ONE DOES NOT HAVE TO LIKE or even appreciate this type of art to embrace the seriousness of the question before us today.
If Sooreh Hera had exhibited a series of photographs of homosexual men wearing masks of Jesus and the Apostle John, we could be almost certain that no one would be issuing death threats, nor would John Voll, associate director of the Prince Alwaleed bin Talal Center for Muslim-Christian Understanding at Georgetown University, be pontificating about limits to free speech, but the media would instead be scowling with editorials about the dangers of censorship and the growing power of the Christian Right.
John Voll asks: “Can you imagine what would happen if John McCain used the n-word about Obama while campaigning? There are consequences. Free speech is not absolute.”
What would happen, Dr. Voll? Oh, that;s easy. We’ve been here before. Would McCain be executed? No. Murdered? Probably not. Threatened with death? Again, probably not. Jailed? No. Vilified in the national press? Certainly. Would he lose the election? Almost certainly.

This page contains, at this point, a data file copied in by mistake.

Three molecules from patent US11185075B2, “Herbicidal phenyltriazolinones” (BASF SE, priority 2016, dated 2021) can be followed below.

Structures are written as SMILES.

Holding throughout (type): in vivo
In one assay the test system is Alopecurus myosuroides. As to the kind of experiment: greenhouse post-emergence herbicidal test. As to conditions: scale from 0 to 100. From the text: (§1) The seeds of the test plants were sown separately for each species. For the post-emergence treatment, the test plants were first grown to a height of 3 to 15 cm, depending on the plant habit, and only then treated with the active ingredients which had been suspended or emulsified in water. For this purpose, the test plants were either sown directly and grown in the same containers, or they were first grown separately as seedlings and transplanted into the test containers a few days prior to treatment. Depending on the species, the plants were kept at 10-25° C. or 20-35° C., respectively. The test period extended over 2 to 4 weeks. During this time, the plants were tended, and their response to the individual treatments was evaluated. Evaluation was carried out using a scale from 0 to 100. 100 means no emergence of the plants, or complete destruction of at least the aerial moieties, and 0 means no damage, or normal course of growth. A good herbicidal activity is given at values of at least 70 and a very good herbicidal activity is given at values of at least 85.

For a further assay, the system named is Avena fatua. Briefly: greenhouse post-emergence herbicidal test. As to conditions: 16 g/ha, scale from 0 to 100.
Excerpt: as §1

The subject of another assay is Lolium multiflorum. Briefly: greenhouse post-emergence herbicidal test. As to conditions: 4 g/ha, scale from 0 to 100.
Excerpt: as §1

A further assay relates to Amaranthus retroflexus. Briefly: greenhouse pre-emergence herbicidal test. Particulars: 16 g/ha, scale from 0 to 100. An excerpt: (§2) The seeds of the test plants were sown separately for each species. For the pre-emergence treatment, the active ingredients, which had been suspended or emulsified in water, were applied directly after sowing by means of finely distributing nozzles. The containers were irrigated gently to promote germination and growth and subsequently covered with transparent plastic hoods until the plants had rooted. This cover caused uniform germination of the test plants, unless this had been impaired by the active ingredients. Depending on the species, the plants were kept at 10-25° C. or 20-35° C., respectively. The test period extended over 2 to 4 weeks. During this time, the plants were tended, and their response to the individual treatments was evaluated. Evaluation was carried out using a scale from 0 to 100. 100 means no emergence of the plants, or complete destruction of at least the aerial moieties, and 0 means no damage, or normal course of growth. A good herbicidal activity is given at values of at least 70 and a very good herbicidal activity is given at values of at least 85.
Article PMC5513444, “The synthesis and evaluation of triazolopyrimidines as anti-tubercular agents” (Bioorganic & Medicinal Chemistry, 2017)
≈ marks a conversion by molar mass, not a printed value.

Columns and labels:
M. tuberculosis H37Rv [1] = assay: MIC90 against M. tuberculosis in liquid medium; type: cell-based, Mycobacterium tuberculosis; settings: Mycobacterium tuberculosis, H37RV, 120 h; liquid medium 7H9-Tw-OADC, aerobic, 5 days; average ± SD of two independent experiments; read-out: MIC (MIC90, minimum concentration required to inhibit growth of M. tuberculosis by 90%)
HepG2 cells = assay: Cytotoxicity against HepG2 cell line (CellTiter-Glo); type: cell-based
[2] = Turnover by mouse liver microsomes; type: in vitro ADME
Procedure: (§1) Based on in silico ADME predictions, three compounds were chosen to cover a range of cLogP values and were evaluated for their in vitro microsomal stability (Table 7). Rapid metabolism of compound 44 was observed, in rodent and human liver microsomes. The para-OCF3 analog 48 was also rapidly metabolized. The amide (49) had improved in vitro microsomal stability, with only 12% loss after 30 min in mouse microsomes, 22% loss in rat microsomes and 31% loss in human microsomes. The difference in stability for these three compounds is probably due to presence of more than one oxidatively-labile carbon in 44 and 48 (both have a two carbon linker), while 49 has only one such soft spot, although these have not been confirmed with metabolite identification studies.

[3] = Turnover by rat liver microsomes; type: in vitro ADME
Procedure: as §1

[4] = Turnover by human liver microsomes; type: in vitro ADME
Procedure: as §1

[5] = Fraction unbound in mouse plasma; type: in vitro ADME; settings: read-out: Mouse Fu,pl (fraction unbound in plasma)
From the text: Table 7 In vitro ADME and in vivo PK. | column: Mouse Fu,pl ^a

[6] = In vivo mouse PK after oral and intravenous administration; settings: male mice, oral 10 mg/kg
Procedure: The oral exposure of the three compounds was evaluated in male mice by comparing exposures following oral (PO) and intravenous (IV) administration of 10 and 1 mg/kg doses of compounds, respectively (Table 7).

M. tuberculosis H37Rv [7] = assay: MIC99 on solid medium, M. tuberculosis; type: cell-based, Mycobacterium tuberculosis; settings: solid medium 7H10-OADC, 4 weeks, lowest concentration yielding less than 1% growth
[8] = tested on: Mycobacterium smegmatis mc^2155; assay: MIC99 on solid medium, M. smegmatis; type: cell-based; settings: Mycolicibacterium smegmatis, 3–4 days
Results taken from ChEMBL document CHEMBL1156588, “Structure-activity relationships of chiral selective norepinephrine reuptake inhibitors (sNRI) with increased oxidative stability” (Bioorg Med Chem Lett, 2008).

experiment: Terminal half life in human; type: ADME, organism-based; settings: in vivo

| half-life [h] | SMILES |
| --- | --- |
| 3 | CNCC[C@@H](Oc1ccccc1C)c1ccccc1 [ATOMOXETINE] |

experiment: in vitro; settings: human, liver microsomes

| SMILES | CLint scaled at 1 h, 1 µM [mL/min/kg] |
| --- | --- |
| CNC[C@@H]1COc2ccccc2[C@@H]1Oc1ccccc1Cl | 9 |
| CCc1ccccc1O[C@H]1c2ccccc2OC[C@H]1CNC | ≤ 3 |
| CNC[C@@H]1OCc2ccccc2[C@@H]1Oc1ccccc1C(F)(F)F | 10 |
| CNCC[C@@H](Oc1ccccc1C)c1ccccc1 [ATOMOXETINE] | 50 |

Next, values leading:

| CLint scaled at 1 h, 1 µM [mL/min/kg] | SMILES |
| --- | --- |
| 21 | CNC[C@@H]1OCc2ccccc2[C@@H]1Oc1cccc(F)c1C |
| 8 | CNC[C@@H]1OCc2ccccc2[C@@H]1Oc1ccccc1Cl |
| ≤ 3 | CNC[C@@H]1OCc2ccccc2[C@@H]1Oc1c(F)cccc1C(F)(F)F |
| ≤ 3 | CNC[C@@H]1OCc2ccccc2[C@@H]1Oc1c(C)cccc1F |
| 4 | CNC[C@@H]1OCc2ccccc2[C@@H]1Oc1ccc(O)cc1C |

And that’s the key difference. Sooreh Hera is being threatened with death, and the Dutch museum is kowtowing in the face of those threats, bowing to violent intimidation. If they declined to host her work because they found it tasteless and offensive, they would have a case. They have no obligation to host it. But Sooreh Hera should be free to exhibit it wherever she can find a place willing to do so, without having to hide behind a pseudonym and live in constant fear of being murdered. If McCain says something stupid that derails his campaign, Dr. Voll, that’s his loss, but it is not illegal to say that word, and should not be, and he should not have to live in fear of being killed if he were to say it.
I say in the article: “The ultimate goal of people making threats is to make it illegal or too dangerous or both for anybody to say anything considered to be insulting to Muhammad or Allah.” That is why everyone who does not wish to live under Sharia law should stand against violent intimidation from jihadists, wherever and whenever it manifests itself.